Now, the Christian thought associated with this emblem is the precise opposite of the pagan one. The pagan heart shrank from naming the ugly thing because it was so ugly. So dark and deep a dread coiled round the man, as he contemplated it, that he sought to drape the dreadfulness in some kind of thin, transparent veil, and to put the buffer of a word between him and its hideousness. But the Christian's motive for the use of the word is the precise opposite. He uses the gentler expression because the thing has become gentler.

It is profoundly significant that throughout the whole of the New Testament the plain, naked word 'death' is usually applied, not to the physical fact which we ordinarily designate by the name, but to the grim thing of which that physical fact is only the emblem and the parable, viz., the true death which lies in the separation of the soul from God; whilst predominately the New Testament usage calls the physical fact by some other gentler form of expression, because, as I say, the gentleness has enfolded the thing to be designated.

For instance, you find one class of representations which speak of death as being a departing and a being with Christ; or which call it, as one of the apostles does, an 'exodus,' where it is softened down to be merely a change of environment, a change of locality. Then another class of representations speak of it as193a 'putting off this my tabernacle,' or, the dissolution of the 'earthly house'—where there is a broad, firm line of demarcation drawn between the inhabitant and the habitation, and the thing is softened down to be a mere change of dwelling. Again, another class of expressions speak of it as being an 'offering,' where the main idea is that of a voluntary surrender, a sacrifice or libation of myself, and my life poured out upon the altar of God. But sweetest, deepest, most appealing to all our hearts, is that emblem of my text, 'them that sleep.' It is used, if I count rightly, some fourteen times in the New Testament, and it carries with it large and plain lessons, on which I touch but for a moment. What, then, does this metaphor say to us?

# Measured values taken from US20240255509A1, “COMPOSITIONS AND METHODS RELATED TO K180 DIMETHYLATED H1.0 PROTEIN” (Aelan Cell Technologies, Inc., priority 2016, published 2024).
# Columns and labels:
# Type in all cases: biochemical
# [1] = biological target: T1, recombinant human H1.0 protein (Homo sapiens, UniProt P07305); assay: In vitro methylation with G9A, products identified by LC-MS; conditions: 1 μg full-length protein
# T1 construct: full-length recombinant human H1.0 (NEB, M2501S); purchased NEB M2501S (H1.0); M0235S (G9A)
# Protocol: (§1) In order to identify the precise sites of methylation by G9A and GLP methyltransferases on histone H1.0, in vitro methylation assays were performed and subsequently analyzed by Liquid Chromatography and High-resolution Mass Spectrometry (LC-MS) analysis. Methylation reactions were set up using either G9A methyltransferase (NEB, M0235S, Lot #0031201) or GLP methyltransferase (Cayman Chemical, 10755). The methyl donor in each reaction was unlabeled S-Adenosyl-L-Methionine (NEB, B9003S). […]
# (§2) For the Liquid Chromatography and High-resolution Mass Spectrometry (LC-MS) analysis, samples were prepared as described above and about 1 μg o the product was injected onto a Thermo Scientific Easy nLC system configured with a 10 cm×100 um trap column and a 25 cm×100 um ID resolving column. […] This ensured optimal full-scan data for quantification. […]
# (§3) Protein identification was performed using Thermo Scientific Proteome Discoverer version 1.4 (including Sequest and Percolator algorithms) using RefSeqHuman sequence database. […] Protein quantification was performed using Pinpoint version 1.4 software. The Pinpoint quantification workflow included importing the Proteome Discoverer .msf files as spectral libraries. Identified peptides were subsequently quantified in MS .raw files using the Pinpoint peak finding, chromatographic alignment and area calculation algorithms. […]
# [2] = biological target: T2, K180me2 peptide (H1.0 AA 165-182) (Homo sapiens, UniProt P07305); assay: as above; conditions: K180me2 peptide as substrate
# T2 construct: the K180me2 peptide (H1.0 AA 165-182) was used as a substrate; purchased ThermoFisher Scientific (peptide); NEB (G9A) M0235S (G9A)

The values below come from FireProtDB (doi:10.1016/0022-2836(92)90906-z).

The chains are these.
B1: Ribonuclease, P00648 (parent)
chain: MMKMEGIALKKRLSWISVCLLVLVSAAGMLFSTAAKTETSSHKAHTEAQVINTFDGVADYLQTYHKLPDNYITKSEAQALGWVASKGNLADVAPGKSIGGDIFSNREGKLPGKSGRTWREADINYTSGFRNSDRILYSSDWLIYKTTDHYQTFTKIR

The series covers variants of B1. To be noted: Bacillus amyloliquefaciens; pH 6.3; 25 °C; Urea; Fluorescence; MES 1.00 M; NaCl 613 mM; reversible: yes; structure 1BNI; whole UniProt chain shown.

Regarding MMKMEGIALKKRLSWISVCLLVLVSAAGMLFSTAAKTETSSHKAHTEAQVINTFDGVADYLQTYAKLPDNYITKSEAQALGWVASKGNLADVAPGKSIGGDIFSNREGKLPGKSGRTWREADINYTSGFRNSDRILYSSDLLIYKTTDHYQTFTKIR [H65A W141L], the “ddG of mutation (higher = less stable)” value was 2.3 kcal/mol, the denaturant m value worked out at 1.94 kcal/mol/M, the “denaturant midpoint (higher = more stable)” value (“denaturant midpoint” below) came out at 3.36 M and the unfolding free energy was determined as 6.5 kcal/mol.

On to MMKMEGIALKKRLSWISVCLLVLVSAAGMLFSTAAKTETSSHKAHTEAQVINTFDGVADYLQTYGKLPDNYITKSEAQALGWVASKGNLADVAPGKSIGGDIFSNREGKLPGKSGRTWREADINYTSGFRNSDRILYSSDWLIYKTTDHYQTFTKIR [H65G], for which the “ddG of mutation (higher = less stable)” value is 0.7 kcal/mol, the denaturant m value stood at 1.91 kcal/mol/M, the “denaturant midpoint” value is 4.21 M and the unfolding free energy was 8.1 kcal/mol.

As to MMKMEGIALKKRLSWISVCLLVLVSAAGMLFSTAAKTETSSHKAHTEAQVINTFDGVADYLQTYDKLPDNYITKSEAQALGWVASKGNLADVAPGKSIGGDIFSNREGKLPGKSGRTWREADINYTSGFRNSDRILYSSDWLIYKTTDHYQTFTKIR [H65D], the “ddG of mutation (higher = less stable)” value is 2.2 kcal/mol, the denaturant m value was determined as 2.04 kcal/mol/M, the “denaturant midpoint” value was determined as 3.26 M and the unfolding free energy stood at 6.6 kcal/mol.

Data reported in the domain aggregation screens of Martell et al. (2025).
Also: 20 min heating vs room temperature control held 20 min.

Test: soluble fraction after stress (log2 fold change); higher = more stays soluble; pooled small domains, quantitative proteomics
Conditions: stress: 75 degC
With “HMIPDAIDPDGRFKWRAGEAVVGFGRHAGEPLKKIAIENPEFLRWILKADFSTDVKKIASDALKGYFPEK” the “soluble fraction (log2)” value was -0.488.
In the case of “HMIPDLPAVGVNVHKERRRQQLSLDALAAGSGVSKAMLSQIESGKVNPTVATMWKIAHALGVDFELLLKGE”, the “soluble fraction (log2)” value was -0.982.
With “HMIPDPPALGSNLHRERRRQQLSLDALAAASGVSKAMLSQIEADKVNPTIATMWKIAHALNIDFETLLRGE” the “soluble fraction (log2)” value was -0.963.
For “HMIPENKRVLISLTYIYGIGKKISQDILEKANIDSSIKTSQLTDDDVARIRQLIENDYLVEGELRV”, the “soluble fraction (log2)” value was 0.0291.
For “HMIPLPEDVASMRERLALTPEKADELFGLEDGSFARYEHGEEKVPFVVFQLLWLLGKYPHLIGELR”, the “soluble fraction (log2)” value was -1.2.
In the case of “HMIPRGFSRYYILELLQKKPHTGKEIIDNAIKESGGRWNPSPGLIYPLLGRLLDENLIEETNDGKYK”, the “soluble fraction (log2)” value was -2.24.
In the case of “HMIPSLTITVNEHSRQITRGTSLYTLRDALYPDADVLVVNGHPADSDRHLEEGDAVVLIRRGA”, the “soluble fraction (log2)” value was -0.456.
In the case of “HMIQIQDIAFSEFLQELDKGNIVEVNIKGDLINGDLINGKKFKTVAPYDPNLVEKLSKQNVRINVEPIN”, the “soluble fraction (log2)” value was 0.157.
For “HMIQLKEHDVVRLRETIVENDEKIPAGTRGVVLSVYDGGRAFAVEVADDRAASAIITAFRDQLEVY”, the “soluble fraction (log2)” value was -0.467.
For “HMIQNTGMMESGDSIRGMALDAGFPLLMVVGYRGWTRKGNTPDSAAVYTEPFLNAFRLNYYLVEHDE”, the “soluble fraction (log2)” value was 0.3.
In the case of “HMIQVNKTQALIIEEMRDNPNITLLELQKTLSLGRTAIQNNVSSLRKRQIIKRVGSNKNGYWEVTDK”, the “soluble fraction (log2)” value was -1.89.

Well, it speaks first of rest. That is not altogether an attractive conception to some of us. If it be taken exclusively it is by no means wholesome. I suppose that the young, and the strong, and the eager, and the ambitious, and the prosperous rather shrink from the notion of their activities being stiffened into slumber. But, dear friends, there are some of us like tired children in a fair, who would fain have done with the weariness, who have made experience of the distractions and bewildering changes, whose backs are stiffened with toil, whose hearts are heavy with loss. And to all of us, in some moods, the prospect of shuffling off this weary coil of responsibilities and duties and tasks and sorrows, and of passing into indisturbance and repose, appeals. I believe, for my part, that, after all, the deepest longing of men—though they search for it through toil and effort—is for repose. As the poet has taught us, 'there is no joy but calm.' Every heart is weary enough, and194a heavy laden, and labouring enough, to feel the sweetness of a promise of rest:—